The translation is simple: Think of each permutation as a “city” and imagine a path from each permutation to each other permutation. In the superpermutation problem, we want the shortest possible sequence of digits that lists all the permutations, so the goal is to travel through the permutations in a way that adds as few digits to the starting permutation as possible. So we declare the cost of each path to be simply the number of digits we have to attach to the end of the first permutation to get the second one. In the = 3 example, for instance, the path from 231 to 312 costs $1, since we just have to add a 2 to the end of 231 to get 312, while the path from 231 to 132 costs $2, since we have to add a 32. With this setup, the least-expensive path through the cities corresponds directly to the shortest superpermutation.

This translation meant that Houston could turn the power of traveling salesman algorithms on the superpermutation problem. The traveling salesman problem is famous as an NP-hard problem, meaning that there’s no efficient algorithm that can solve all cases of it. But there are algorithms that can solve some cases efficiently, and other algorithms that produce good approximate solutions. Houston used one of the latter to produce his 872-digit superpermutation.

Since he produced only an approximate solution, it might not be the very best superpermutation. Mathematicians are now conducting a giant computer search for the shortest superpermutation on six symbols, Pantone said. “We know our search will finish in finite time, but don’t know if that’s one week or a million years,” he said. “There’s no progress bar.”

Hexbyte Hacker News Computers The Wrong Order

By the time of Houston’s work, the anonymous 4chan post had been sitting in its corner of the internet for nearly three years. One mathematician, Nathaniel Johnston of Mount Allison University, had noticed a copy of the post on a different website a few days after it was posted — not because he was an anime fan, but because he had typed an assortment of superpermutation-related search terms into Google.

Johnston read the argument and thought it seemed plausible, but he didn’t invest much effort in checking it carefully. At the time, mathematicians believed that the factorial formula for superpermutations was probably correct, and when you think you know the exact answer to a question, a lower bound isn’t very interesting. In other words, the superpermutation research episodes were playing out of order.

Johnston later mentioned the lower bound on a couple of websites, but “I don’t think anyone really gave it any particular heed,” Houston said.

Then on September 26 of this year, the mathematician John Baez of the University of California, Riverside, posted on Twitter about Houston’s 2014 finding, as part of a series of tweets about apparent mathematical patterns that fail. His tweet caught the eye of Egan, who was a mathematics major decades ago, before he launched an award-winning career as a science fiction novelist (his breakthrough 1994 novel, in a happy coincidence, was called Permutation City). “I’ve never stopped being interested in [mathematics],” Egan wrote by email.

Egan wondered if it was possible to construct superpermutations even shorter than Houston’s. He scoured the literature for papers on how to construct short paths through permutation networks, and after a few weeks found exactly what he needed. Within a day or two, he had come up with a new upper bound on the length of the shortest superpermutation for n symbols: n! + (n – 1)! + (n – 2)! + (n – 3)! + n – 3. It’s similar to the old factorial formula, but with many terms removed.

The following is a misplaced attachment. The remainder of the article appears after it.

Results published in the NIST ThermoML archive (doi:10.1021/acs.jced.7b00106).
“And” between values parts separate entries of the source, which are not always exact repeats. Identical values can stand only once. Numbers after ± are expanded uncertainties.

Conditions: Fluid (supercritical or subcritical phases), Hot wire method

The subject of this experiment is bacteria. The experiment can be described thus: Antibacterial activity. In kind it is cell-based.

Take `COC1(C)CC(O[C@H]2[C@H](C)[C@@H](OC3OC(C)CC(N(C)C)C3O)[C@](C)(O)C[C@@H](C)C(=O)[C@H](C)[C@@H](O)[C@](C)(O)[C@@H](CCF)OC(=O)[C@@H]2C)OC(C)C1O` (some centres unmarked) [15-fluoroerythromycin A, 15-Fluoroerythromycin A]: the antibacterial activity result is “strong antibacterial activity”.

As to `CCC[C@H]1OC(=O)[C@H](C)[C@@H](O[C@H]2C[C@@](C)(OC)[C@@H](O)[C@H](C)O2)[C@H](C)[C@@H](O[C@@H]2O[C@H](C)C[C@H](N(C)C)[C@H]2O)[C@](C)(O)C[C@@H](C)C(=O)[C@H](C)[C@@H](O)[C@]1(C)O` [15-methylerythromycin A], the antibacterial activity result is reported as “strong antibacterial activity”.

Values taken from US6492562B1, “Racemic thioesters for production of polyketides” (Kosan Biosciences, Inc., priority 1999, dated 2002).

“It absolutely smashed the [previous] upper bound,” Houston said.

The anonymous 4chan poster’s lower bound, meanwhile, was tantalizingly close to the new upper bound: It works out to n! + (n – 1)! + (n – 2)! + n – 3. When Egan’s result became public, Johnston reminded other mathematicians about the anonymous poster’s proof, and Houston and Pantone soon showed it was correct. As with Houston’s work, the new lower and upper bounds both come at superpermutations via the traveling salesman problem: The lower bound shows that a route through all the cities must travel along some minimum number of paths that cost more than $1, while the upper bound constructs a specific route for each n that uses only $1 and $2 connections.

Researchers are now trying to bring the upper and lower bounds together to find a single formula that solves the superpermutation problem. “Probably people are eventually going to completely nail down this puzzle,” Baez predicted. “It’s looking good now.”

For Haruhi fans, Egan’s construction gives explicit instructions for how to watch all possible orderings of season one in just 93,924,230,411 episodes. Viewers could start binge-watching immediately, or they could wait and see whether mathematicians can whittle this number down. The anonymous poster’s lower bound proves that this whittling down couldn’t possibly save more than about 40 million episodes — but that’s enough to get a nice start on season two.

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Hexbyte  Hacker News  Computers Stripe’s Will Larson on Designing a Performance Management System from Scratch

Hexbyte Hacker News Computers Stripe’s Will Larson on Designing a Performance Management System from Scratch

Hexbyte Hacker News Computers

“In Engineering, we tend to hold this idea that these people systems—career ladders, performance reviews, calibration—are these evil things that aren’t very valuable. They’re thought of as bureaucracy. But it’s a shame. These are really powerful systems, and I’m actually excited to personally spend a lot of time with them.”

Will Larson, who was previously an engineering leader at Digg and then Uber, now leads Foundation Engineering at Stripe. His organization partners with Infrastructure, Data, and Developer Productivity teams to build the tools that support every Stripe engineer and keep Stripe reliable and performant.

Hexbyte  Hacker News  Computers